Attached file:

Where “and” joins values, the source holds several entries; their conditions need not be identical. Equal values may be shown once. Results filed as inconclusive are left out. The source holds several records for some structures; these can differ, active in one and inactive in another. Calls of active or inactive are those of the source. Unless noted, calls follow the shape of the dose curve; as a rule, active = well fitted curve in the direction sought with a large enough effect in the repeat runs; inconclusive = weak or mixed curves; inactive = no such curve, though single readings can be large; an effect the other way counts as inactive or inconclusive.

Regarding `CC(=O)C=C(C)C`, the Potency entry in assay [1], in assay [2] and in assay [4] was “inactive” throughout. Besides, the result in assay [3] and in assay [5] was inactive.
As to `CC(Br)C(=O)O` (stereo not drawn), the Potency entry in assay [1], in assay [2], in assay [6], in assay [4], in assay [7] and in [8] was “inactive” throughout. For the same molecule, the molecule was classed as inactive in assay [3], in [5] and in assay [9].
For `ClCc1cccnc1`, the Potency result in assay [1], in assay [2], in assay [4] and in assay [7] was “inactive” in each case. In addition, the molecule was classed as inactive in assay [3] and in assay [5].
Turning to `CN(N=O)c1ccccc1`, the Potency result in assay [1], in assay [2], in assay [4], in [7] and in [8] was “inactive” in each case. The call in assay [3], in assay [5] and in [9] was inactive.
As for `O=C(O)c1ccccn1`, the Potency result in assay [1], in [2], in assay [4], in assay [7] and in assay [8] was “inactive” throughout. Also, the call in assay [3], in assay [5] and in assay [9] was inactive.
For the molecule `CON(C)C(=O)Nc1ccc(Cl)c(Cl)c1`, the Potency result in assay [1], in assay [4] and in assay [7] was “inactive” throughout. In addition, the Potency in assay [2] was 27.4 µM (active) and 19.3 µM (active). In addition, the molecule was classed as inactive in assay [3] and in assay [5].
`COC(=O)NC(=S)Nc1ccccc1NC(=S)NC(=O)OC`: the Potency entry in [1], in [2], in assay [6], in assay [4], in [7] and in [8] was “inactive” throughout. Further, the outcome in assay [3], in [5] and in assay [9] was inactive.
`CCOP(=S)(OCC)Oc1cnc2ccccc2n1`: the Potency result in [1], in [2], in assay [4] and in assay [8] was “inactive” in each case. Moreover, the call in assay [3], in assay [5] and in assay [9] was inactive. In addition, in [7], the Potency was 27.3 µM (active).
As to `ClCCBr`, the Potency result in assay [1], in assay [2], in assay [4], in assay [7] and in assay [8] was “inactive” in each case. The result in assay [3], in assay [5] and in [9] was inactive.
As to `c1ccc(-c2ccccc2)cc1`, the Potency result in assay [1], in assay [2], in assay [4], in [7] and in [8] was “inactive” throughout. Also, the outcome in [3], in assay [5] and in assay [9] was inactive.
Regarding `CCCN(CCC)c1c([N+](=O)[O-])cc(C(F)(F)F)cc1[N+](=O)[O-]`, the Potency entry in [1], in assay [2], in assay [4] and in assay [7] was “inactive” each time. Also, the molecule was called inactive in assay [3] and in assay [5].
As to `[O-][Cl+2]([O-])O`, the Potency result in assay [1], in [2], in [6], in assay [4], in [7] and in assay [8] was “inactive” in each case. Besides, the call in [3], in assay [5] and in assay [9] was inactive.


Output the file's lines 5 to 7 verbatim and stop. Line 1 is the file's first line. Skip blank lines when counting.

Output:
Turning to `CN(N=O)c1ccccc1`, the Potency result in assay [1], in assay [2], in assay [4], in [7] and in [8] was “inactive” in each case. The call in assay [3], in assay [5] and in [9] was inactive.
As for `O=C(O)c1ccccn1`, the Potency result in assay [1], in [2], in assay [4], in assay [7] and in assay [8] was “inactive” throughout. Also, the call in assay [3], in assay [5] and in assay [9] was inactive.
For the molecule `CON(C)C(=O)Nc1ccc(Cl)c(Cl)c1`, the Potency result in assay [1], in assay [4] and in assay [7] was “inactive” throughout. In addition, the Potency in assay [2] was 27.4 µM (active) and 19.3 µM (active). In addition, the molecule was classed as inactive in assay [3] and in assay [5].